Something that is lame and unimaginative, and, more importantly, has been done many times before.
Examples of a cliche are movies like Van Helsing and Open Range.
Miners who have been trapped in cave-ins and pound on the rocks for rescue. It is believed that the ghosts of these miners go on knocking in the mine shafts long after the victims have died.
This definition was the basis for Stephen King's bestselling book The Tommyknockers, only in his story it was aliens that had been trapped underground instead of miners. Not a bad book.
We went out to the old mine at midnight and heard the tommyknockers tapping from far below.
A small rural town located near the coast of southern California in Ventura County, at latitude 34.26 and longitude -119.00.
The town consists of little more than a few blocks of city street, but it does have its own post office and fire station, as well as several small grocery stores. Somis also has an elementary-through-middle school with a baseball field and a bus system.
The surrounding land is given over to endless orchards of oranges, lemons, avocados, and melons. In summer, days are sunny and hot while nights are clear and cool. The 118 freeway is one of the few major roads that cmoes anywhere near the town, although Somis did make statewide news when a train derailed in the vincinity.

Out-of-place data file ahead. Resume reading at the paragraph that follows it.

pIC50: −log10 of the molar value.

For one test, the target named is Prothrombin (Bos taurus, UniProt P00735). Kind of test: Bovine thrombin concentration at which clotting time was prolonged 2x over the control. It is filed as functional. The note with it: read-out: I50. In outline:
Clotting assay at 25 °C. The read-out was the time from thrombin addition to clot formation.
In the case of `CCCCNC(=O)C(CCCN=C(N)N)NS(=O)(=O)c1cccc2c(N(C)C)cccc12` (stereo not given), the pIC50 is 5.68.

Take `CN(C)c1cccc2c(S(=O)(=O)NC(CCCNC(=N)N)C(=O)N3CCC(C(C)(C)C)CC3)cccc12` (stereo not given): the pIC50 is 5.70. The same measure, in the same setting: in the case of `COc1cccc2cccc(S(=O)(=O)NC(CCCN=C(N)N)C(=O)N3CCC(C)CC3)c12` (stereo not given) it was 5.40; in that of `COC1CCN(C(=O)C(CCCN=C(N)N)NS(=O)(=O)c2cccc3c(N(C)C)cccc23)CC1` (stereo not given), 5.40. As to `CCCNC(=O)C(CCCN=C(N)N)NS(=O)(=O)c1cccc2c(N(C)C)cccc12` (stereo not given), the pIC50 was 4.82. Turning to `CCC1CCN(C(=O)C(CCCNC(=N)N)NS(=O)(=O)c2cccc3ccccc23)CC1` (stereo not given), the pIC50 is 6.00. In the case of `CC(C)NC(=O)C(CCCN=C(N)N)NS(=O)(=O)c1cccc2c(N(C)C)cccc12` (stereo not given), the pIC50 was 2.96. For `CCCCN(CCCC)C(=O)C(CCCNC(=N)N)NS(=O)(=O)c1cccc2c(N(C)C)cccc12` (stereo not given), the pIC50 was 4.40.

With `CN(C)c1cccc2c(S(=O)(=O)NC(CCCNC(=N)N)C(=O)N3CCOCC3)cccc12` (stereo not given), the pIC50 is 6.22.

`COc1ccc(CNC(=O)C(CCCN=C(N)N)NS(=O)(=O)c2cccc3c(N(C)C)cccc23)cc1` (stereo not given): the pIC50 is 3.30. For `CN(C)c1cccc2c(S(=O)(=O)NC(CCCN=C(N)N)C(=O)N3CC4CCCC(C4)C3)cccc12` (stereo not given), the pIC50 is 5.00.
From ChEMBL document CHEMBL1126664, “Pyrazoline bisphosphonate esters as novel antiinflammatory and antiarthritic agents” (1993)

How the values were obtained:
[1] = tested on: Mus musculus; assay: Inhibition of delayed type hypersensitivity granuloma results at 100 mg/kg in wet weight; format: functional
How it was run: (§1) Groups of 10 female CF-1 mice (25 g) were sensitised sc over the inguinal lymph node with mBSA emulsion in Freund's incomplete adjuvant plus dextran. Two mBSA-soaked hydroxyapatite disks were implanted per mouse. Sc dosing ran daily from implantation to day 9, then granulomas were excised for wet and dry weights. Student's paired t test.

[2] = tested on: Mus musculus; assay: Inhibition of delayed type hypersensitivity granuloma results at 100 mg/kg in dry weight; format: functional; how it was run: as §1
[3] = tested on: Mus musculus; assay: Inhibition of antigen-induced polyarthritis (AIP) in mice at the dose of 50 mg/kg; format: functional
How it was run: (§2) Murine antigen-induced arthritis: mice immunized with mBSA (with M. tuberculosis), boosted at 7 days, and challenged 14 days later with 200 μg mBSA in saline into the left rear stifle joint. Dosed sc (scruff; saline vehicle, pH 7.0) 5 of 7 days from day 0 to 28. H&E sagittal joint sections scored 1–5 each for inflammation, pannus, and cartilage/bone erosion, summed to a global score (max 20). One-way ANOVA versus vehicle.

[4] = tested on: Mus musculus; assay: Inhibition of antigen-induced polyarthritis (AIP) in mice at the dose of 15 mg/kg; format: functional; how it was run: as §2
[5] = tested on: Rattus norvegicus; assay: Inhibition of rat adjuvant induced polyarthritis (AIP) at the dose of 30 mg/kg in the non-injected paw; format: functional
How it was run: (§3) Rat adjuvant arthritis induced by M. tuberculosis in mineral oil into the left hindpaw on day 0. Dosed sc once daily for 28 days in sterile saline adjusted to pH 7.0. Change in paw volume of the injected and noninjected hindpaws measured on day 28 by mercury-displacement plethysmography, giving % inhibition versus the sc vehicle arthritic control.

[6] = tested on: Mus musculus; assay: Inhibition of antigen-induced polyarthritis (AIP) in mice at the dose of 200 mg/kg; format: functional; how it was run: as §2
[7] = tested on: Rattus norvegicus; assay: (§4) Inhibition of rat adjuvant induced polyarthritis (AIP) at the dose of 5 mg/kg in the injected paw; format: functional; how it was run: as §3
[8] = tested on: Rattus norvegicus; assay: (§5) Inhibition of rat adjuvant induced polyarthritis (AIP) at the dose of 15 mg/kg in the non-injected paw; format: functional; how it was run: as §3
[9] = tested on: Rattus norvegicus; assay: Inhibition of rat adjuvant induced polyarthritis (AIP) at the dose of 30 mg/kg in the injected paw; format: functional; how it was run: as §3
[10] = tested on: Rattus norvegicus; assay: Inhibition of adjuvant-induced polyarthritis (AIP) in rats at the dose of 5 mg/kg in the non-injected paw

Somis is such a small, out-of-the-way town that there are people in the neighboring city of Camarillo who have never even heard of it.
An individual who is perversely attracted to hideously ugly people, to the point of obsession.
Oh man, that guy over there is eyeballing my sister... he must be a trollophile.
An insanely delicious pie made of apples, peaches, cherries, raisins, and other tart fruits. It is the best pie ever made, with the exception perhaps of pumpkin pie. Typically served with egg-nog at Thanksgiving and Christmas celebrations.
"Oh man, I just ate five slices of mincemeat pie."
"Yeah, well, go eat more, son."
One of the many large drainage ditches that crisscross the small rural town of Somis
, California. Some of these narrow canyons are nearly sixty feet deep and are home to coyotes, rats, snakes, and stinging nettle. During heavy rains, the edges of these ravines are subject to mudslides which can sometimes result in the loss of farmland.
"Barranca" is the Spanish word for "ravine."